It's no secret that things can get overwhelming around Christmas time, and this year is no exception. Here are 7 ways to reduce seasonal stress and keep the merry and light this Christmas. Make this year a year to remember.
1. Get organised
Santa is such a pro at this, make a list and check it twice. You may have an excellent memory, but it is always a good idea to have everything down on pen and paper or in digital form whichever works best for you.
A calendar can work well in this type of scenario so that you can see a chronological timeline for when things need to be done. If your shopping needs to be done by a specific date, write that down. If your neighbours have a yearly get together ( within guidelines of course) on a particular date, then write that down too. Your seasonal stress will be down in no time.
Having everything written in one place can help you to see everything at a glance, avoid mix-ups and missing outs.
2. Don't wait until the last minute.
Leaving anything to the last minute is rarely a good idea. Take the time to start early, know what you are looking for and get not only a gift that the receiver will love but you can keep it within budget too.
Early preparation gives you the time to buy thoughtful, local and sustainable gifts that will be truly cherished by the receiver. Taking the time to think through is better for the planet, curbs expensive impulse spending and you’ll get extra brownie points for being so thoughtful.
3. Make a Christmas budget and keep to it.
It is so easy to overspend at Christmas. Whether it is the food budget, gift budget, entertainment budget, it doesn't matter. Figure them all out and stick them.
Budgets are like magic to keep a clear head and reduce seasonal stress.
4. Christmas Food Budget
I thought that I would separate out the food budget as it is such a significant stressor both financially and physically at this time of year. Food waste is exceptionally high at Christmas time, we tend to stock up, 'just in case’. According to an iReach survey:
Irish shoppers waste 50% more food during Christmas week than during the entire rest of the year, a shocking new survey has revealed.
And households throw out €1.5 billion worth of grub annually - peaking during the festive season when thousands of Christmas dinners are dumped to the value of around €42 million.
That is a massive amount of food and resources going to waste. It is not only the resources and energy, hours of labour, and time put into getting it to your home, only to be dumped. It is also the financial implication of this wasted food.
So save yourself all that extra time and money and stick to the shopping list and don't get distracted by all the special offers and great prices on things that you wouldn't usually buy or use regularly.
5. Minimalist minded decoration
Christmas decorations are the best and bring a smile to everyone's face. The shiny baubles and twinkling lights are an integral part of what makes the season feel so special. In saying that, you don't have to decorate every inch of your home.
Focus instead on the main areas, like the kitchen, living room and mantelpiece. These are the areas where people gather the most. Get the most out of your efforts by focusing on getting the best out of these, and it will take the pressure off having to decorate huge areas that no one can or appreciate.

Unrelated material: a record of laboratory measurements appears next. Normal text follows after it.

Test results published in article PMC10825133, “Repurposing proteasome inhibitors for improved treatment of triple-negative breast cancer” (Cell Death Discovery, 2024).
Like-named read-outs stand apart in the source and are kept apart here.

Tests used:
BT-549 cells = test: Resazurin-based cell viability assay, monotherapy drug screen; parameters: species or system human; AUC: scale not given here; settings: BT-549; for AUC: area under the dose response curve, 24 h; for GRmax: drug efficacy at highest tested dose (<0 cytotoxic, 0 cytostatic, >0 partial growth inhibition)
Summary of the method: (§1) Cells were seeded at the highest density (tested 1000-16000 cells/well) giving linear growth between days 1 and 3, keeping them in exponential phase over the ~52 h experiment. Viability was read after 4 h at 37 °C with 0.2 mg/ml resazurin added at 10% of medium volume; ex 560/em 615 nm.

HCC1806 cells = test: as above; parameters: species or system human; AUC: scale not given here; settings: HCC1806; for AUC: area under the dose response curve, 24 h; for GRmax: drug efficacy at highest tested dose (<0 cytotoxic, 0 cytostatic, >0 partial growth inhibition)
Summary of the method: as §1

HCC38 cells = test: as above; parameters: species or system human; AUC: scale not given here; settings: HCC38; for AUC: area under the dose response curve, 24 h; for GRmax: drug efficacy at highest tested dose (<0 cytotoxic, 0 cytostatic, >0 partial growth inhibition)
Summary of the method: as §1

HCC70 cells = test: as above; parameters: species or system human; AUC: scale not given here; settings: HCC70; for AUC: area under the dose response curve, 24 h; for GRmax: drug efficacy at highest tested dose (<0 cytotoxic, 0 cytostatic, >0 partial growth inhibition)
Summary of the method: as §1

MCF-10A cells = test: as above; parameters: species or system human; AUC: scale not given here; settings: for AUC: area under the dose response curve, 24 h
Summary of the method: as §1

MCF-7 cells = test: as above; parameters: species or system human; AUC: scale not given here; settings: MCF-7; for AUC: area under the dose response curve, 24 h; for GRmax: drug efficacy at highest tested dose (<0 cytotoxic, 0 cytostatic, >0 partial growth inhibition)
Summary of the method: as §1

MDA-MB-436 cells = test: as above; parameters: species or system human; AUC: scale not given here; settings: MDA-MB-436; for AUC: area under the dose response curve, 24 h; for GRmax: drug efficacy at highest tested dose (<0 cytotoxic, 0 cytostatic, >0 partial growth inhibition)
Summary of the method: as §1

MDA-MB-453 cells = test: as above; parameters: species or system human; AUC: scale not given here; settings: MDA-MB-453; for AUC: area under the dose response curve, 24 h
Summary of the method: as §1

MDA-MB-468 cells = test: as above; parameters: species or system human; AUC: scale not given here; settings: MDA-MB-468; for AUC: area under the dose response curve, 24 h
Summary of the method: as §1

You will get the same effect and appreciative comments this way while also saving you time and money. There is nothing like a win-win scenario.
6. Get rid of clutter before Christmas.
Unwanted clutter is like the Grinch of Christmas. No amount of decorating or fancy fairy lights can cover up that two-year-old stack of magazines that everyone keeps falling over.
Take a No Spend Day, or two, to sort out unwanted items donating or selling where possible. Get the kids involved by enlisting them to gather up their old toys and donating them. Try to make a game of it, suggest that they donate 2 of their preloved toys for everyone expected Christmas toy.
You can also use the time to clear out your wardrobe, garage or that cupboard under the stairs. Get a head start on the new year by embracing your inner minimalist now.
7. Downtime is a must
This is key to reduce seasonal stress. As much as we all love the bustle of Christmas, downtime is essential too to recharge the batteries.
It does not matter which part of the day or week you take to yourself as long as you carve out that time and use it solely for you. Read a book, drink a leisurely tea before the kids wake up, put on some relaxing tunes and let your mind wander in no particular direction.
Remember what the Christmas season is about.
Christmas is a time of reconnecting, merriness and being grateful for love and life in our world. You want to look back on the season with fond memories and good times. Don't let the month go by in a blur. Be kind to yourself and reduce seasonal stress.
Slow down and think about what you really want to do this season. Don't get so caught up in the bustle, that you forget to enjoy the people you're doing this for. By starting early, you'll be able to have a merry—and much less stressful—Christmas.
By doing this, you give yourself a fighting chance of arriving into the new year, stress-free, debt-free and ready to take on whatever fun challenge you choose to.
Thank you so much to Kel Galavan for this amazing guest blog post. Head to Kel's website, www.mrssmartmoney.com for lots more great information and to find out about her book, 'Mindful Money'.